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Subject Access Request (SAR)

A ‚Äòsubject access request‚ A is a way of asking your employer, or any data controller, for copies of the personal information it holds about you.

The Data Protection Act 1998 allows individuals to ask organisations for the information they hold about you. In the case of your employer, this can include all your personnel records including your sickness records and absence records, and any staff reports that are held, as well as any emails in which you are mentioned.

Your employer may charge you to send you copies of your records – currently organisations can charge up to ¬£10 for a subject access request. Once the General Data Protection Regulation comes into force in May 2018, employers won‚ A normally be able to charge a fee.

Why make a Subject Access Request from your employer?

If you believe that you are being treated unfairly, or that you are being discriminated against in some way, it can be helpful to see your employment records and emails. Your records may include notes that have been written about you by your managers or other people in the organisation. Often there is a treasure trove of email information which is derogatory towards an employee. It could have details of meetings that have been about you which you were not involved in.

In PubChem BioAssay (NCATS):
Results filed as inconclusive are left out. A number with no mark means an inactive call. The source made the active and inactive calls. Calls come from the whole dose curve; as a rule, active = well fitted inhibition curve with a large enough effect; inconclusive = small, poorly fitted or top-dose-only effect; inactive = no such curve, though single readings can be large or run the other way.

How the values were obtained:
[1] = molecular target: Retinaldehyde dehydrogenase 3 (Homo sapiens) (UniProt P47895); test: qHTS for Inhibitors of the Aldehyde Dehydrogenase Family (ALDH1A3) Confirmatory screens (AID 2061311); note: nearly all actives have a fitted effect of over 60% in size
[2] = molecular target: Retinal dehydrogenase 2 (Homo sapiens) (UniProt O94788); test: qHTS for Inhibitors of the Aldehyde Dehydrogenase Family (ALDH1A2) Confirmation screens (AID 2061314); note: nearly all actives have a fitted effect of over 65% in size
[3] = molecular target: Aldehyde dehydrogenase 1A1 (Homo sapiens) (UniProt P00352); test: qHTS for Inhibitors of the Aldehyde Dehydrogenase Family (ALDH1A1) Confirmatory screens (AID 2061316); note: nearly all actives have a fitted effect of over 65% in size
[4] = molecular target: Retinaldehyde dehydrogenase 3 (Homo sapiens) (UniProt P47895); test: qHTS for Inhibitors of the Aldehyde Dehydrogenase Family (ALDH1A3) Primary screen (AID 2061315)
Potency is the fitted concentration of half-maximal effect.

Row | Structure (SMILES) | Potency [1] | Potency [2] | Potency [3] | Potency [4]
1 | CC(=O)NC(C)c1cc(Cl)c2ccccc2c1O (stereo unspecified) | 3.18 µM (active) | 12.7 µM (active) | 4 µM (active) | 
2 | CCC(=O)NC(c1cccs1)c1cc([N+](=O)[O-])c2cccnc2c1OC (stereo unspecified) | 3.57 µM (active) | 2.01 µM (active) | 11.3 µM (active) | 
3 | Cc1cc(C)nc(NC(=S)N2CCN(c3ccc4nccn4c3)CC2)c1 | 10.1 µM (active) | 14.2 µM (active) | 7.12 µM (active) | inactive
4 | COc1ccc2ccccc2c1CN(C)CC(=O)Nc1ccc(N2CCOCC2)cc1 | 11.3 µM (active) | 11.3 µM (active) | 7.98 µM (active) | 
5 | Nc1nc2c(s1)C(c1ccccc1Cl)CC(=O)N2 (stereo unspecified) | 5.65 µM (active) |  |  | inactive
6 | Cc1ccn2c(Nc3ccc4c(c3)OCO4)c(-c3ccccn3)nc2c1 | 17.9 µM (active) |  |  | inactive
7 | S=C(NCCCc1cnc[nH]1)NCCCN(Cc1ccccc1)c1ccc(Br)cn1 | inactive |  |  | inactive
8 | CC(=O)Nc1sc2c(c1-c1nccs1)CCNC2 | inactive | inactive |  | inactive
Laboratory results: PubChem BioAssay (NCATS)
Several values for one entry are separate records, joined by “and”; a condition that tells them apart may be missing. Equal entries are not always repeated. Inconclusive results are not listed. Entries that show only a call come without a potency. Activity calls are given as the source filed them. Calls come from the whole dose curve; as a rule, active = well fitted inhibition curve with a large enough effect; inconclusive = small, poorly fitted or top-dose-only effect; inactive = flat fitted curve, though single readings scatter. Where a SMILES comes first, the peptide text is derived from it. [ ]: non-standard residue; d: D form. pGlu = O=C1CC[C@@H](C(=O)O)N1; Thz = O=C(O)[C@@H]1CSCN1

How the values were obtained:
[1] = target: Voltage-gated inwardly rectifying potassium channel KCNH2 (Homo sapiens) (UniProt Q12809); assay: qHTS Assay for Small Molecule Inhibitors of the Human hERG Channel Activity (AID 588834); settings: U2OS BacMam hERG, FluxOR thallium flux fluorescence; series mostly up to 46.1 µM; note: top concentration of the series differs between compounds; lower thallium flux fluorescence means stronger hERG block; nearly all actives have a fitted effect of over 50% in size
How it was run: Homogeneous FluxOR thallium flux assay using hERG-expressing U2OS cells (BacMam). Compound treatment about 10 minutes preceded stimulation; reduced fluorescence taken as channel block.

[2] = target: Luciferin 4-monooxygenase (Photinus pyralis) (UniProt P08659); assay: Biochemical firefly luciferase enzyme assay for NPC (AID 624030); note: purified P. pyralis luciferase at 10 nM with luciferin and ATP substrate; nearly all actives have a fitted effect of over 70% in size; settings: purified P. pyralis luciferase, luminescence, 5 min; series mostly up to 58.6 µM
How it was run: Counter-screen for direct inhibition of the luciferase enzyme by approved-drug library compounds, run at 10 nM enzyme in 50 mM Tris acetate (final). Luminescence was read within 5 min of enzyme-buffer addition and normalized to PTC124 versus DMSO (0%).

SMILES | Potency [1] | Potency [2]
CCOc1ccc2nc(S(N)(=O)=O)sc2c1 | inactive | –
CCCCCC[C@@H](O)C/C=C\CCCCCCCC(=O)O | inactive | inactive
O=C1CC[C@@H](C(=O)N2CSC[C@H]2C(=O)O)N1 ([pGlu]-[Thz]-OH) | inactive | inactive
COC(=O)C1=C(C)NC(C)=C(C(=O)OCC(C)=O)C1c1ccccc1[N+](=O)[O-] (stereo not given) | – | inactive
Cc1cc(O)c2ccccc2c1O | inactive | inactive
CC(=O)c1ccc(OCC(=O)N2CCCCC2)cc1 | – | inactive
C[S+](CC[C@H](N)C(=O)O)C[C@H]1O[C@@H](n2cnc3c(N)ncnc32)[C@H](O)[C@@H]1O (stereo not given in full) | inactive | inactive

How to make a Subject Access Request

It‚ A as well to do your research before you make the request, so you know who to send your subject access request to, and whether there is a fee, so you can include all this with your request. This will reduce delays.

Once you have made your subject access request to your employer, your employer must respond within 40 days from the day they receive the fee from you and have enough information to identify you and the information you need.

If your employer doesn‚ A respond within 40 days, or doesn‚ A send all the information you think they are holding about you, you can challenge this. In some cases, though, your employer may be able to keep back some information if it also refers to someone else. In that case, your employer can only give you the information if the other person agrees, or if it would be reasonable to pass on the information without the other person agreeing.

You can make a subject access request to any organisation that controls personal data about you, not just your employer. You can get more information from the Office of the Information Commissioner.

What if your employer doesn‚ A comply with the Subject Access Request?

Often an employer will try to avoid complying with a Subject Access Request. If you want to push the matter, you could report your employer to the Information Commissioner‚ A Office (ICO). The ICO has the power to fine an employer. In addition, it is possible for someone to issue court proceedings in the County Court for a failure to adhere to the Data Protection Act 1998.

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